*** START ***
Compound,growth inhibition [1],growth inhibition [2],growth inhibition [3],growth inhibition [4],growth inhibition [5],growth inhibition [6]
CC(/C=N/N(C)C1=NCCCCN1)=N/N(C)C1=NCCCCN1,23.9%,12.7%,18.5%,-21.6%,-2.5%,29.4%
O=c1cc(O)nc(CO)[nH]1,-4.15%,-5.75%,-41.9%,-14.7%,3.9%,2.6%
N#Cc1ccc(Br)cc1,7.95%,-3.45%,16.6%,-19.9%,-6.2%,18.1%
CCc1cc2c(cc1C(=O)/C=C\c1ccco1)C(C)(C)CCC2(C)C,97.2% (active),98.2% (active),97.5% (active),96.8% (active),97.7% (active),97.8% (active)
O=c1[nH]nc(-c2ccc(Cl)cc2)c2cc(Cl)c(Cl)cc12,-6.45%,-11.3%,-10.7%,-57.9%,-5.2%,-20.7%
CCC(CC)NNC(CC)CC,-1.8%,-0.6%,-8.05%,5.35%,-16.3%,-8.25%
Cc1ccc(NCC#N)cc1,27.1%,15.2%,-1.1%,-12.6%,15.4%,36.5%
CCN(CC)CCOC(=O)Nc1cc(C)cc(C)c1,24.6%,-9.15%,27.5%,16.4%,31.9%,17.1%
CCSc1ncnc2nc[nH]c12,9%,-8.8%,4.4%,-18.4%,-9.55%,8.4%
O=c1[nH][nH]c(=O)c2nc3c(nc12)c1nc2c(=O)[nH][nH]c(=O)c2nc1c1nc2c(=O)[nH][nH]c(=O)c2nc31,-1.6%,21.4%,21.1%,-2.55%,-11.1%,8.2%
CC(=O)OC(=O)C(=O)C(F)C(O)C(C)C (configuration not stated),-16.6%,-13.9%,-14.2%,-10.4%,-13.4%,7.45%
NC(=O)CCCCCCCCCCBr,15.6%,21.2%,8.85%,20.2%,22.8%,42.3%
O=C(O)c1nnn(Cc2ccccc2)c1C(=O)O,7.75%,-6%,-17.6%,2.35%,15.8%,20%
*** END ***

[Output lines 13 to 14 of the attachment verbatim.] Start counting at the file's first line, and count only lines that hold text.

NC(=O)CCCCCCCCCCBr,15.6%,21.2%,8.85%,20.2%,22.8%,42.3%
O=C(O)c1nnn(Cc2ccccc2)c1C(=O)O,7.75%,-6%,-17.6%,2.35%,15.8%,20%